Most problems are conceptually simple. By extension, so are their solutions. They become difficult or even impossible to solve when intricated with other problems.
Let’s look at an example: spaceships.
Now, you would think space travel would be a hard problem to solve given movie portrayals, from the absence of such technology until recent history, the level of training, education, and experience of the people who engage in the endeavor, the sheer expense, etc. But, it’s quite simple. In fact, you are travelling through space right now, and quite fast, too.
All physical objects are in space. All objects in space are, in some sense, in motion. We are all spaceships in flight. But, here are some differences between you and the space shuttle:
– the shuttle can propel itself in a frictionless environment
– the shuttle is airtight in a vacuum
– the shuttle is better insulated from heat loss
– the shuttle has enough oxygen to keep a human alive for weeks
– the shuttle can remove carbon dioxide from air
– the shuttle is aerodynamic
– the shuttle . . .
Each one of these differences/attributes indicates at least one problem, on top of the motion trough space problem. The shuttle is a SET of solutions to a SET of problems, which occur simultaneously or sequentially in the process of orbiting the Earth 300 miles up. To disrupt a shuttle mission, you only have to cause it to fail to solve one problem.
If we presume the shuttle to have just 50 systems, disrupting just one seems like pretty good odds. A caveman could probably do it. The brilliance would be in stopping him.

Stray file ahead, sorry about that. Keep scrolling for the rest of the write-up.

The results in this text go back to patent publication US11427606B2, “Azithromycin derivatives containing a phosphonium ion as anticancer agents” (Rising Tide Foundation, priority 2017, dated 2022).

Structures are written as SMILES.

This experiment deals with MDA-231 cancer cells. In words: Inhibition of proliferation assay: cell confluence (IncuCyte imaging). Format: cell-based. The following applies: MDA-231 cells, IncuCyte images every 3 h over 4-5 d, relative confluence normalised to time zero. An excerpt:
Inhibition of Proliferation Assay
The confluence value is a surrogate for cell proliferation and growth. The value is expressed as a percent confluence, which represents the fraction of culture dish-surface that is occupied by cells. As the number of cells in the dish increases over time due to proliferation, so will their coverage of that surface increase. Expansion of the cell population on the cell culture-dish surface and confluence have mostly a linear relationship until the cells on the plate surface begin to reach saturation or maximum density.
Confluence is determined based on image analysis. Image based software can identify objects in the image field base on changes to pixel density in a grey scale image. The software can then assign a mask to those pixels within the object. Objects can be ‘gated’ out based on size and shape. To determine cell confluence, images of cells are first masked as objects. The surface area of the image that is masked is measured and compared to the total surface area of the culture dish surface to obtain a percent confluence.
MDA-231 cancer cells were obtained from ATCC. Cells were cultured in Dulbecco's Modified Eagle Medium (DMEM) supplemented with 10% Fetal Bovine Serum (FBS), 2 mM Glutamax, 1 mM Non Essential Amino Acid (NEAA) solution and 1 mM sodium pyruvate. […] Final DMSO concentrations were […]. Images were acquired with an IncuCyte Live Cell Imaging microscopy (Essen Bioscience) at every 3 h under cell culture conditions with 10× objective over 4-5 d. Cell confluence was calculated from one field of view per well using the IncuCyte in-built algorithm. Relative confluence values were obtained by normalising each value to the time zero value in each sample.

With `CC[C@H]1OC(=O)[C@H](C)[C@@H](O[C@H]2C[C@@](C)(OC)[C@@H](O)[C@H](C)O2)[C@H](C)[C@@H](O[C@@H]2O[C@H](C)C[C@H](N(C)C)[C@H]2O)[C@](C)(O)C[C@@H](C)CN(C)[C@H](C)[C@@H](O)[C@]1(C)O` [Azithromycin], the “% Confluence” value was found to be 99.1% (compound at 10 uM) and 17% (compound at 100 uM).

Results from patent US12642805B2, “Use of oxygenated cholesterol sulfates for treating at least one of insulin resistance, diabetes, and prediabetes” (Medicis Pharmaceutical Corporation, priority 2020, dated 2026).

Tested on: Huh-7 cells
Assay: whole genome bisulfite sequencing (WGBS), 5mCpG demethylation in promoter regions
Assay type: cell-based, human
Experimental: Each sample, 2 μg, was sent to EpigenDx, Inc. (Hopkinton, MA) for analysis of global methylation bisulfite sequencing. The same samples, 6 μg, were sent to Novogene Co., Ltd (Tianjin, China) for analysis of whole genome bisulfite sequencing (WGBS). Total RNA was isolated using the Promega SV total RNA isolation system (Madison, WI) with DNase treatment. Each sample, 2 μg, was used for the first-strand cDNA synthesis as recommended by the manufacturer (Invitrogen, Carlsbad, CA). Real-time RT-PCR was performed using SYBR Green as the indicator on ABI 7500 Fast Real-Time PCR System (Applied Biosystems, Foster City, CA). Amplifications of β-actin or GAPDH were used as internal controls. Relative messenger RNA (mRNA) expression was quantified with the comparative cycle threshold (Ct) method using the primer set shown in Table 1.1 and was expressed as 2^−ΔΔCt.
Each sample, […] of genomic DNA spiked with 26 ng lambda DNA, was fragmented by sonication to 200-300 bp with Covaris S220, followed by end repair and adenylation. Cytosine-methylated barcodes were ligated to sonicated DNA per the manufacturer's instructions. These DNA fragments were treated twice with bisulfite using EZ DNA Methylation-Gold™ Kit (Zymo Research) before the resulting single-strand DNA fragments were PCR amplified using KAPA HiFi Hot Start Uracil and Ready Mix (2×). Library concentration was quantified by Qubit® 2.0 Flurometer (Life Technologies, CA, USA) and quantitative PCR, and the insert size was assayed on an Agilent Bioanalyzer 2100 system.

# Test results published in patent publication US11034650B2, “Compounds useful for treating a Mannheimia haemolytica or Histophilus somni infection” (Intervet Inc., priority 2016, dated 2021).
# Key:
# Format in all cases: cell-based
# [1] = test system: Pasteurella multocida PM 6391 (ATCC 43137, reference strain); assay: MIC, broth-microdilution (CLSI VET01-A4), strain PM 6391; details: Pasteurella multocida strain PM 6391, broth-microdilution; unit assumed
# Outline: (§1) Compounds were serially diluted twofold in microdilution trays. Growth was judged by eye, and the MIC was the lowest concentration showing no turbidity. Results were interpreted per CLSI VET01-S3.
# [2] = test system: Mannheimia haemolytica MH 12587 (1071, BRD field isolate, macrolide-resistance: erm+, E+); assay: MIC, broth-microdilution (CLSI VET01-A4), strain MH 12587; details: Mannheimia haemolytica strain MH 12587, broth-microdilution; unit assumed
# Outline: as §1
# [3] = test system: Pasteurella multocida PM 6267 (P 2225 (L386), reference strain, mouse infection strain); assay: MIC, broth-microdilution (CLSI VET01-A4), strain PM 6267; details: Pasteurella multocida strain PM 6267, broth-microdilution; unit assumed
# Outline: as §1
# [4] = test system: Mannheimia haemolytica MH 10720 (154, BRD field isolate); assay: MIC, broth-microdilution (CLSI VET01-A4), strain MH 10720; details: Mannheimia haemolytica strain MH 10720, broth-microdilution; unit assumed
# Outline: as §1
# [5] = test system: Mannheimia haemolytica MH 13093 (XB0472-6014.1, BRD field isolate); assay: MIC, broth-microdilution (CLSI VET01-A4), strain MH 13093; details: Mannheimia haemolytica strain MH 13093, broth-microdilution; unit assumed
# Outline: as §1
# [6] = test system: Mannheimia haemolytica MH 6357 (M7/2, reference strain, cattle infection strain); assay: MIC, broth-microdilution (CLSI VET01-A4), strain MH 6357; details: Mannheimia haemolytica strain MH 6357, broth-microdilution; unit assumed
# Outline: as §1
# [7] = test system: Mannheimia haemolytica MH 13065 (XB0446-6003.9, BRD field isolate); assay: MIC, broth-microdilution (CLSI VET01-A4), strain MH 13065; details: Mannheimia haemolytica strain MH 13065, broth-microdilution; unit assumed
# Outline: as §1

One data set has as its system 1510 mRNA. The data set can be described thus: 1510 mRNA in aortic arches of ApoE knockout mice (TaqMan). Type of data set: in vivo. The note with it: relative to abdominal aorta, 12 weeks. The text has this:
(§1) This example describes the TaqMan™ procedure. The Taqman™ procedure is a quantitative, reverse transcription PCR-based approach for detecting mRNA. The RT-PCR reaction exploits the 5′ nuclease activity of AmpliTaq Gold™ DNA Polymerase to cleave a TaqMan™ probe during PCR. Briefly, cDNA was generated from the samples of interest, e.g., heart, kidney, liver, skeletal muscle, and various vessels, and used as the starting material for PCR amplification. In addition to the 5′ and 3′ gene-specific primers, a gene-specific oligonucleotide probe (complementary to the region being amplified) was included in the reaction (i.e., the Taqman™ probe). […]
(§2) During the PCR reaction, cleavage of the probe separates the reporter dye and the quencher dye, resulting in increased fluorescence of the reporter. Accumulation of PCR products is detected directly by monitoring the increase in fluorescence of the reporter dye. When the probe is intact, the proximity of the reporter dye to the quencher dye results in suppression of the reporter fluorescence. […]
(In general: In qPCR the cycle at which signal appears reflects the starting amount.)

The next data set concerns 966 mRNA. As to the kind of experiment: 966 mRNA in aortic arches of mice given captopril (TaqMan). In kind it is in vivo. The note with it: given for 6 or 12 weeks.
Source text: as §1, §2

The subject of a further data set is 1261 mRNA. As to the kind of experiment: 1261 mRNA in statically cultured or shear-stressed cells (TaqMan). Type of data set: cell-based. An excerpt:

How do we stop disruption? As with any problem, there are many ways to adapt to it, but they seem to fall into two categories. We can halt the disruptive process. We can cause the disruptive process to be ineffective.
If we think about the apple in the tree scenario, we can see that it isn’t necessary to break our competitor. We just have to stop him from getting the apple. Breaking his neck is just a very good way to do that. We only have to do it once, and it doesn’t require much effort, planning, or resources. But there are other solutions.
On the other side, without getting into the intricacies of hand to hand combat, lets just observe that to get the apple, we have to develop a solution by which we avoid getting our neck broken or by which it doesn’t matter if our neck is broken or becomes broken in the process.
Consider this game model: disrupt opponent; adapt a solution to the problem.
In boxing, you just disrupt your opponent. In racing, you just solve the problem. Even in those games, though, there is disruption and non-disruptive adaptation. Boxers can clinch to disrupt an opponents blows. Racers can block to impede an opponent from finishing the race. Boxers can adapt by changing their fighting stance. Racers can take the lead or drop back to make their solution more efficient with respect to time or more robust with respect to stamina.
There is a sort of cascade that takes place. Opponents take advantage of smaller and smaller details, further and further away from the immediate scope of the game, to disrupt their opponent but also to make their own solution better in some respect.
Robust strategies anticipate and pre-solve problems we might encounter in addition to the main objective.